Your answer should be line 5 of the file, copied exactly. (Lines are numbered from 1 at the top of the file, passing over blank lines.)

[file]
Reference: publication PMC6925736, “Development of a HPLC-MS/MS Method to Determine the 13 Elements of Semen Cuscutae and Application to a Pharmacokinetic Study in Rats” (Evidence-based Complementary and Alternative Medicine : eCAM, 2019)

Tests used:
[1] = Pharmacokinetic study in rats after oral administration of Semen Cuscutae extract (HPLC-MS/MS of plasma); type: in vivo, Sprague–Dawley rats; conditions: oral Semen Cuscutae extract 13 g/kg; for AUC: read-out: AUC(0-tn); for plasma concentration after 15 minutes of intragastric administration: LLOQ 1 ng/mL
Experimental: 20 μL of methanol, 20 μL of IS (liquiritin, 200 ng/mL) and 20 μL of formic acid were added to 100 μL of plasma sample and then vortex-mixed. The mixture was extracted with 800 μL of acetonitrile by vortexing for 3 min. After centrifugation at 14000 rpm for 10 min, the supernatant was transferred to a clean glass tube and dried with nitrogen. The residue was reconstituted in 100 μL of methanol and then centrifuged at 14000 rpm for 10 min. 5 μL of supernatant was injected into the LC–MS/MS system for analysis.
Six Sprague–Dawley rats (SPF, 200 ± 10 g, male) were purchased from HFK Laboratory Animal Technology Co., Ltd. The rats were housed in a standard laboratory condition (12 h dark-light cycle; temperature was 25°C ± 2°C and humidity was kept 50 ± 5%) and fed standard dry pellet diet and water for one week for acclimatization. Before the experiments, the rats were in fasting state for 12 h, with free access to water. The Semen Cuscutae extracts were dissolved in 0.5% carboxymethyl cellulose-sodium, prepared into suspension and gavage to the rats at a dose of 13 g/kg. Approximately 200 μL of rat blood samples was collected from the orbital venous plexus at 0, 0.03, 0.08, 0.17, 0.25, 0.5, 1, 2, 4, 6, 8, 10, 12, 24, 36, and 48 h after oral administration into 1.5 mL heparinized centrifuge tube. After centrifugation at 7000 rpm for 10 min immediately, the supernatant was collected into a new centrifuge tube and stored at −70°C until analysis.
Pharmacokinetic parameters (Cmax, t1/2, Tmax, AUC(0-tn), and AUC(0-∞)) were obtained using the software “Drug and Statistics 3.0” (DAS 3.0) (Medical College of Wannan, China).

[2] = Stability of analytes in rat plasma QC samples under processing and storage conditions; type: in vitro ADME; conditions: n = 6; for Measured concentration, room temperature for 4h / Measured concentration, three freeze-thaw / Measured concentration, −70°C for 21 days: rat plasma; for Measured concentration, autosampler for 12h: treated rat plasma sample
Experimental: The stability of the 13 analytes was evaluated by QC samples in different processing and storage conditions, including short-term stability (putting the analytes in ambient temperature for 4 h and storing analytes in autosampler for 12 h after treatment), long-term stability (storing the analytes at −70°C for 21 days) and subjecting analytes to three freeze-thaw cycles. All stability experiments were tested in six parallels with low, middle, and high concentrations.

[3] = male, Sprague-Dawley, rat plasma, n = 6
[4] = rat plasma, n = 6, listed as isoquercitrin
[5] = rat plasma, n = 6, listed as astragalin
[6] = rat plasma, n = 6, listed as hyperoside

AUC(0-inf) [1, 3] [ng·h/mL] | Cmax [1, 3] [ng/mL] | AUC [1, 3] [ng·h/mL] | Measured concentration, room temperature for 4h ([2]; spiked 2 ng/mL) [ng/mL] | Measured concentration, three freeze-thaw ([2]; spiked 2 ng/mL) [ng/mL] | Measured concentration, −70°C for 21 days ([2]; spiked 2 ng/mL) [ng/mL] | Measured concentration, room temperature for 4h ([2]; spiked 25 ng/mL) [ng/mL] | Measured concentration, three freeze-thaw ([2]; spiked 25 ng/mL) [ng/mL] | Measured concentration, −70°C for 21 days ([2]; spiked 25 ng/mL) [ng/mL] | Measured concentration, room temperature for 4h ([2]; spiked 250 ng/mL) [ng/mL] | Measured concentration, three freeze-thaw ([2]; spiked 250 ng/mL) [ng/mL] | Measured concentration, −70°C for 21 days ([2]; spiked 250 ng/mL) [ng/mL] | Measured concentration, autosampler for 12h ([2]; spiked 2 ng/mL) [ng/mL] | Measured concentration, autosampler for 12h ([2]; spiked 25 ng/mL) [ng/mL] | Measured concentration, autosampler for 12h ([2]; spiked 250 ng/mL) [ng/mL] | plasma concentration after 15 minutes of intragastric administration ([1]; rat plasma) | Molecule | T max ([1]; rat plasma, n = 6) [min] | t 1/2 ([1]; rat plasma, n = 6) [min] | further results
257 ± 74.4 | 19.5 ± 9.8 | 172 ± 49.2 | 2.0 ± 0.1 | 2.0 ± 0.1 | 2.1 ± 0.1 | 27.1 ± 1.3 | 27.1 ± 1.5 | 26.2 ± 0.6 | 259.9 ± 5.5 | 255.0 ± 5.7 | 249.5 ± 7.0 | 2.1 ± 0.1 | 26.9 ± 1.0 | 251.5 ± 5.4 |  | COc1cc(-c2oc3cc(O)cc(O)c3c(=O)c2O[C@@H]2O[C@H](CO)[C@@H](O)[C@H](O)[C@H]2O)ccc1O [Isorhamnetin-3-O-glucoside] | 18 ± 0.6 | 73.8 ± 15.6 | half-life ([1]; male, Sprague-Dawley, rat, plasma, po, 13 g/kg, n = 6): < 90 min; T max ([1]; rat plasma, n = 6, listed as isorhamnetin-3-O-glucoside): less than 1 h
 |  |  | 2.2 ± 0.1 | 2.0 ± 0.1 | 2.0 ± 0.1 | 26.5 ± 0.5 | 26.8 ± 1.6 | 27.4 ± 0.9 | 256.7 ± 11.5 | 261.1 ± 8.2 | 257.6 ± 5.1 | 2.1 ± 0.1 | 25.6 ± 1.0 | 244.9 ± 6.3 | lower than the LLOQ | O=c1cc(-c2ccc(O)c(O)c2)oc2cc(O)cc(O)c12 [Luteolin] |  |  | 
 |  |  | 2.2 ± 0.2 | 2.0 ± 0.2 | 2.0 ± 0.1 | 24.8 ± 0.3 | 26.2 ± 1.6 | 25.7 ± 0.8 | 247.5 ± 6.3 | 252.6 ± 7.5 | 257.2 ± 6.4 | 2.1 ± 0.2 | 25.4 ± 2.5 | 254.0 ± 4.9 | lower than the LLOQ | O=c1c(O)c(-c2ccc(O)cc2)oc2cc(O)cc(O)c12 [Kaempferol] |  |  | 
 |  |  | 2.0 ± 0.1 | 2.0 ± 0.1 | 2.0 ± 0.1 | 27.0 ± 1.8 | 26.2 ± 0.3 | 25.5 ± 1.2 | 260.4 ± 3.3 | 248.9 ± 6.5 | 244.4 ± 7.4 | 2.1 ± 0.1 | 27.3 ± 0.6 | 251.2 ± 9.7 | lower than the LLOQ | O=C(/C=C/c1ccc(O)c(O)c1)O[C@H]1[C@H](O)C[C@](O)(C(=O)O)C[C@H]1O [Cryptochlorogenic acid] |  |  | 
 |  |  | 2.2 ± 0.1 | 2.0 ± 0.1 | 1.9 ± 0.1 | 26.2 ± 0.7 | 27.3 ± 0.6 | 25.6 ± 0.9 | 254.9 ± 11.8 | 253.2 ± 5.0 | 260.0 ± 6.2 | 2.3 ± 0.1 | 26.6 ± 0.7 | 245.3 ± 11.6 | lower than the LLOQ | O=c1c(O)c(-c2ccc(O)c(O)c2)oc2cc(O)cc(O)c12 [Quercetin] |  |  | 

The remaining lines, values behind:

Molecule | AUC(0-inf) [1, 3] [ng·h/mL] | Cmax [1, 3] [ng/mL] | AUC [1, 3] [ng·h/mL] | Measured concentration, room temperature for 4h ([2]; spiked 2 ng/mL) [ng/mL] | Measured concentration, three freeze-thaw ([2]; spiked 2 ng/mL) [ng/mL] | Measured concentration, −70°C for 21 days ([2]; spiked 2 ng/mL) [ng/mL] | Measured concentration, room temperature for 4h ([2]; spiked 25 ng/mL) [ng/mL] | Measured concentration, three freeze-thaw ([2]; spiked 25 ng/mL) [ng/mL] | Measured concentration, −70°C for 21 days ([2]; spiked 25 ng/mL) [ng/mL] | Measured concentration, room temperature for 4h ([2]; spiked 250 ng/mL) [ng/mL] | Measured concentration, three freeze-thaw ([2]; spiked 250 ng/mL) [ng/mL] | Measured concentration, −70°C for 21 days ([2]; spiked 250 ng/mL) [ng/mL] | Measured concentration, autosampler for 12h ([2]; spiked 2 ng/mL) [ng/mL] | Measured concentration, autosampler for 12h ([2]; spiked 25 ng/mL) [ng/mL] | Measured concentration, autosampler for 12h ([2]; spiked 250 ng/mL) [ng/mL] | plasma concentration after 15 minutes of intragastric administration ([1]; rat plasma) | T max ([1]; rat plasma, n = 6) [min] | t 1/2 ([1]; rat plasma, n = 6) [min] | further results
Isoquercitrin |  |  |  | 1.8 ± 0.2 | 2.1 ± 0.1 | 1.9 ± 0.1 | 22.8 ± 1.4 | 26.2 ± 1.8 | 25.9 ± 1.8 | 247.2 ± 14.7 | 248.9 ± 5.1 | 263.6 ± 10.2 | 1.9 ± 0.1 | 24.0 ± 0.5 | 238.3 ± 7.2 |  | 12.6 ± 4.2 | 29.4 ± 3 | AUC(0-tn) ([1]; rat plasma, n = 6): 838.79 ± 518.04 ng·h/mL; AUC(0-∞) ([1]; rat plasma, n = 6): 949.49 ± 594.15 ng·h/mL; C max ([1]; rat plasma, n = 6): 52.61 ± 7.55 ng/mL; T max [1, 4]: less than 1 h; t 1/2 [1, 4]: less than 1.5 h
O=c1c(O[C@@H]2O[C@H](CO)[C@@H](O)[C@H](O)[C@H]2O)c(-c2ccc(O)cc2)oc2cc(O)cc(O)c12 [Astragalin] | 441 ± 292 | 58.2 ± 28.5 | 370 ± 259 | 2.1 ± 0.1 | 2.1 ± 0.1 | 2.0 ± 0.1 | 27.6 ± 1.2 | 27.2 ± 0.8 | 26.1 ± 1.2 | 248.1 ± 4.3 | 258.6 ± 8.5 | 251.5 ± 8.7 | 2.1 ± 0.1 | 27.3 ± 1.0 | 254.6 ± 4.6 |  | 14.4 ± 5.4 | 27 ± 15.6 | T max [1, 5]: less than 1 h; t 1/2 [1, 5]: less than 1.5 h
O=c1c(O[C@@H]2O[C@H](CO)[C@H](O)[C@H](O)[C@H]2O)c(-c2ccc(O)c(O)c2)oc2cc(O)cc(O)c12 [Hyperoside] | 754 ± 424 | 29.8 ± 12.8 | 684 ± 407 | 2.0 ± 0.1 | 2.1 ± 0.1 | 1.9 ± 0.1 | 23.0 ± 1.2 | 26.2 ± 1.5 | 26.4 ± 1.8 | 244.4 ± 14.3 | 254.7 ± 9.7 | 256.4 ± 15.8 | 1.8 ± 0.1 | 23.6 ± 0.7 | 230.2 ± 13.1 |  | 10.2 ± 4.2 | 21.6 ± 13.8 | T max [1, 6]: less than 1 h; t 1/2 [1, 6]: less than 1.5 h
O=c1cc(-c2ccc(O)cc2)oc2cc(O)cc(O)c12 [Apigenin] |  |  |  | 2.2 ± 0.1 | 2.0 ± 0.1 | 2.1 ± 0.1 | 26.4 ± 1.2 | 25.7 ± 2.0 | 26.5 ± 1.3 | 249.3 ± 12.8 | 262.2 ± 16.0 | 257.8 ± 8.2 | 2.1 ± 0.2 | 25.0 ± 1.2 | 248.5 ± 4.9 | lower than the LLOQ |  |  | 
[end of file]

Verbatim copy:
Six Sprague–Dawley rats (SPF, 200 ± 10 g, male) were purchased from HFK Laboratory Animal Technology Co., Ltd. The rats were housed in a standard laboratory condition (12 h dark-light cycle; temperature was 25°C ± 2°C and humidity was kept 50 ± 5%) and fed standard dry pellet diet and water for one week for acclimatization. Before the experiments, the rats were in fasting state for 12 h, with free access to water. The Semen Cuscutae extracts were dissolved in 0.5% carboxymethyl cellulose-sodium, prepared into suspension and gavage to the rats at a dose of 13 g/kg. Approximately 200 μL of rat blood samples was collected from the orbital venous plexus at 0, 0.03, 0.08, 0.17, 0.25, 0.5, 1, 2, 4, 6, 8, 10, 12, 24, 36, and 48 h after oral administration into 1.5 mL heparinized centrifuge tube. After centrifugation at 7000 rpm for 10 min immediately, the supernatant was collected into a new centrifuge tube and stored at −70°C until analysis.